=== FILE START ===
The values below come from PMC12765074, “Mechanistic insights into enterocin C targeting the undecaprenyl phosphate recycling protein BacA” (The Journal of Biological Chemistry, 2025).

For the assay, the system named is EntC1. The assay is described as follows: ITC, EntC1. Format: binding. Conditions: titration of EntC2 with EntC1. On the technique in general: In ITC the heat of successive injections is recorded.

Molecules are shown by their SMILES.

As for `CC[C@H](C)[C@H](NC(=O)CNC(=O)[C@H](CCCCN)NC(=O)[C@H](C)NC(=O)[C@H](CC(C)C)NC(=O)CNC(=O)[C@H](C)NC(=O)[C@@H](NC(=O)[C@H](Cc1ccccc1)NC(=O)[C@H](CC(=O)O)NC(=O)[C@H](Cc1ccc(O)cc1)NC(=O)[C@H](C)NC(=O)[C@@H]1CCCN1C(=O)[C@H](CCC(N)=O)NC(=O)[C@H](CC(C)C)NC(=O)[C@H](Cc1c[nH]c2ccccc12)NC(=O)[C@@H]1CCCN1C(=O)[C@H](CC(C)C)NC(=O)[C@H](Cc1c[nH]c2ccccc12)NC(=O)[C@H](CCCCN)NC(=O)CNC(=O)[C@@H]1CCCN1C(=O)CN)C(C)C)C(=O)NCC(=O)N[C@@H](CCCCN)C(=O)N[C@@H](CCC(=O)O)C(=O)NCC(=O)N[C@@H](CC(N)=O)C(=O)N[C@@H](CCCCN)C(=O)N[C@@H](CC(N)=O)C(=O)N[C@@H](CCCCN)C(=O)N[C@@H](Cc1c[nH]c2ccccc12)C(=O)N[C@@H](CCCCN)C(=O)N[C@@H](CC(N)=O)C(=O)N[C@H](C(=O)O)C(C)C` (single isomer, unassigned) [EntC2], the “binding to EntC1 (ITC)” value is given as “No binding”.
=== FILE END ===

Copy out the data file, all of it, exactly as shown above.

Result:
The values below come from PMC12765074, “Mechanistic insights into enterocin C targeting the undecaprenyl phosphate recycling protein BacA” (The Journal of Biological Chemistry, 2025).

For the assay, the system named is EntC1. The assay is described as follows: ITC, EntC1. Format: binding. Conditions: titration of EntC2 with EntC1. On the technique in general: In ITC the heat of successive injections is recorded.

Molecules are shown by their SMILES.

As for `CC[C@H](C)[C@H](NC(=O)CNC(=O)[C@H](CCCCN)NC(=O)[C@H](C)NC(=O)[C@H](CC(C)C)NC(=O)CNC(=O)[C@H](C)NC(=O)[C@@H](NC(=O)[C@H](Cc1ccccc1)NC(=O)[C@H](CC(=O)O)NC(=O)[C@H](Cc1ccc(O)cc1)NC(=O)[C@H](C)NC(=O)[C@@H]1CCCN1C(=O)[C@H](CCC(N)=O)NC(=O)[C@H](CC(C)C)NC(=O)[C@H](Cc1c[nH]c2ccccc12)NC(=O)[C@@H]1CCCN1C(=O)[C@H](CC(C)C)NC(=O)[C@H](Cc1c[nH]c2ccccc12)NC(=O)[C@H](CCCCN)NC(=O)CNC(=O)[C@@H]1CCCN1C(=O)CN)C(C)C)C(=O)NCC(=O)N[C@@H](CCCCN)C(=O)N[C@@H](CCC(=O)O)C(=O)NCC(=O)N[C@@H](CC(N)=O)C(=O)N[C@@H](CCCCN)C(=O)N[C@@H](CC(N)=O)C(=O)N[C@@H](CCCCN)C(=O)N[C@@H](Cc1c[nH]c2ccccc12)C(=O)N[C@@H](CCCCN)C(=O)N[C@@H](CC(N)=O)C(=O)N[C@H](C(=O)O)C(C)C` (single isomer, unassigned) [EntC2], the “binding to EntC1 (ITC)” value is given as “No binding”.